A New York State Supreme Court ruling is requiring the Erie County Sheriff’s Office to turn over documents related to cell phone spying by the office. Barry N. Covert, a noted criminal defense attorney and senior partner at the Buffalo-based law firm Lipsitz Green Scime Cambria, was interviewed by WGRZ about the sheriff’s cell phone spying program and the impact the information’s release may have on dozens of Western New York criminal cases.
Watch the full interview at WGRZ.
Lack of search warrants at issue
According to the ruling, the Sheriff’s Office used Stingray and Kingfish technology to spy on cell phones 47 times between May 2010 and October 2014. Judge Patrick NeMoyer wrote that, based on logs of the technology’s use, most of the time “the cellular tracking was carried out for the purpose of criminal investigation.”
Mr. Covert told WGRZ’s 2 on Your Side team that the sheriff likely doesn’t want the public to see those logs because they may help prove deputies did not get search warrants before using the invasive machines.
In a separate interview, Erie County Sheriff Tim Howard confirmed to 2 on Your Side that he did not get search warrants but instead got a type of court order called a pen register, which many legal experts believe is not adequate for this type of surveillance.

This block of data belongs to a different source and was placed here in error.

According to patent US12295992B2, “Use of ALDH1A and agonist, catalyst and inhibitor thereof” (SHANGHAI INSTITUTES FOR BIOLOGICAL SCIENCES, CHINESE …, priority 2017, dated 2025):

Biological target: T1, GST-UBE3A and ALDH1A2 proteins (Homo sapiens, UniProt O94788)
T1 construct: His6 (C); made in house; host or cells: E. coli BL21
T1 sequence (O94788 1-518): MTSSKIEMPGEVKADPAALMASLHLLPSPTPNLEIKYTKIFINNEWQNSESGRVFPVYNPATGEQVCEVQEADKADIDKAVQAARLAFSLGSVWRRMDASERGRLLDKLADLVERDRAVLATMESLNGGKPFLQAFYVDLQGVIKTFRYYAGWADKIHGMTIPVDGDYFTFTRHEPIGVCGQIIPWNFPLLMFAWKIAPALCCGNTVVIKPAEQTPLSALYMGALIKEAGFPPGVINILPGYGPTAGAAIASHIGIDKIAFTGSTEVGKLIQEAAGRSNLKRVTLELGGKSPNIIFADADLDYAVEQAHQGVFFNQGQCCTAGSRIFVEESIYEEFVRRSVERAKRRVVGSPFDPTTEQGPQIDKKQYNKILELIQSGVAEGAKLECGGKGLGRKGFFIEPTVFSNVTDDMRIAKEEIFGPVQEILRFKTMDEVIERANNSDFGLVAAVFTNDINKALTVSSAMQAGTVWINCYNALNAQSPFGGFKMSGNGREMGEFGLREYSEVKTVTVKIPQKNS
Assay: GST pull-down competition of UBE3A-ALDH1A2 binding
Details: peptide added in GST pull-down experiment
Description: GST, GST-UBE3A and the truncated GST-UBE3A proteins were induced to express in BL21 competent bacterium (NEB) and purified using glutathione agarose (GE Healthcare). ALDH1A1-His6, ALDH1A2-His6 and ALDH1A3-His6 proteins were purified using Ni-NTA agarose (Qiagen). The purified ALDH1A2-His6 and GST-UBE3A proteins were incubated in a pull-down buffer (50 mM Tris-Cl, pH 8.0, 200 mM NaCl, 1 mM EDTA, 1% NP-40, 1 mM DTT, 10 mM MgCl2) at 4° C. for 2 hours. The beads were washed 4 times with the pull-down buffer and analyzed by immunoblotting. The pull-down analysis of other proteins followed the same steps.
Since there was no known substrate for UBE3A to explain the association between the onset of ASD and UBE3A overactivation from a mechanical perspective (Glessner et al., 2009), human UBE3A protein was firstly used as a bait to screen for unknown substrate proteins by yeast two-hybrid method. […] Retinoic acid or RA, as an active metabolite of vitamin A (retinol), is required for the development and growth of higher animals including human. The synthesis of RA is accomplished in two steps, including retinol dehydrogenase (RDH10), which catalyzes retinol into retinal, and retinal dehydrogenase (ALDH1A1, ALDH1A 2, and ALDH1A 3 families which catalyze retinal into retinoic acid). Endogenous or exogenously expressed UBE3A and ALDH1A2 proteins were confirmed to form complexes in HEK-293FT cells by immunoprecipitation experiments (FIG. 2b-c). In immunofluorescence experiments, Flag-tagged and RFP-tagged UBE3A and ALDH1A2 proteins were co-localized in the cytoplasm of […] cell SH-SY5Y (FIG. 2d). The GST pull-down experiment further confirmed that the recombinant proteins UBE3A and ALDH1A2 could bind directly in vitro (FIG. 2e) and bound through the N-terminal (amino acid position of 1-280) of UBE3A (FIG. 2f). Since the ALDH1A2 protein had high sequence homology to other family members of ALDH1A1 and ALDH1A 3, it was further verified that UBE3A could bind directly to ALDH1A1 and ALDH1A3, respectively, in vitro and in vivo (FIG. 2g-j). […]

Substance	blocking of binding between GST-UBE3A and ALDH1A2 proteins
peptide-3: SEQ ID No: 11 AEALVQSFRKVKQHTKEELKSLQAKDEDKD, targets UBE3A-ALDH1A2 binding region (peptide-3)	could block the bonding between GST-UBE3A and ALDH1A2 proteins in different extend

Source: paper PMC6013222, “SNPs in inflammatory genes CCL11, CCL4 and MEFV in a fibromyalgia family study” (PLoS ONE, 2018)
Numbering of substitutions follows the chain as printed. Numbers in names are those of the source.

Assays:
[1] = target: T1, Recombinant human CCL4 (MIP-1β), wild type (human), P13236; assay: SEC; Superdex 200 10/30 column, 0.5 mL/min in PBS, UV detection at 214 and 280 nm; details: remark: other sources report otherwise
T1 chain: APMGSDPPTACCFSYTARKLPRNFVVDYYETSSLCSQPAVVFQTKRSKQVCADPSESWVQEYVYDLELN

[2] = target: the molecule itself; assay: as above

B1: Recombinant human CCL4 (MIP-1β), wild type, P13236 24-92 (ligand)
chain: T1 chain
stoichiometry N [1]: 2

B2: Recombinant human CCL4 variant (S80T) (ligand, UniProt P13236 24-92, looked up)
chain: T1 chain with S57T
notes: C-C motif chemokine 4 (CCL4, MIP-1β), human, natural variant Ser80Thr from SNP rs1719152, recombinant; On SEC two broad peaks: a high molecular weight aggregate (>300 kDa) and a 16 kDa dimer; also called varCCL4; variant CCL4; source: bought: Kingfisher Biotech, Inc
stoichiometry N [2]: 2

Ammunition for defense attorneys
Asked if any criminal cases are likely to be reopened as a result, Mr. Covert said, “I would certainly anticipate that. If any of those techniques were used without a warrant, defense attorneys are now going to know that for the first time, and they’ll be able to challenge the ability of the prosecution to try to introduce that evidence that was obtained or was obtained as fruit of the poisonous tree based on that initial surveillance that was done without a warrant.”
The court’s ruling notes that “depending on the circumstances . . . the probable cause and the warrant requirements of the Fourth Amendment may have to be satisfied before law enforcement agencies may lawfully engage in real-time mobile tracking.”
Mr. Covert believes that’s why the FBI wants this information kept secret. “Because they know it’s unconstitutional, and they know it’s illegal,” he said. “Yet they want to continue to use it. They’re violating our Fourth Amendment rights if that’s indeed the case.”
He told 2 on Your Side that defense attorneys who find this technology was used without a warrant against their clients can file an action in federal court claiming their civil rights were violated.
About Barry Covert
A member of Lipsitz Green Scime Cambria’s Criminal Defense Trials and Appeals Practice Group, Mr. Covert focuses New York State and federal criminal trials and appeals; Constitutional law, including First Amendment, Second Amendment, civil rights actions, and federal False Claims Act; defending against allegations of scientific misconduct, scientific fraud, research misconduct, research fraud, plagiarism, and fabrication of evidence; and defense of professional licensing, including for attorneys, doctors, and nurses.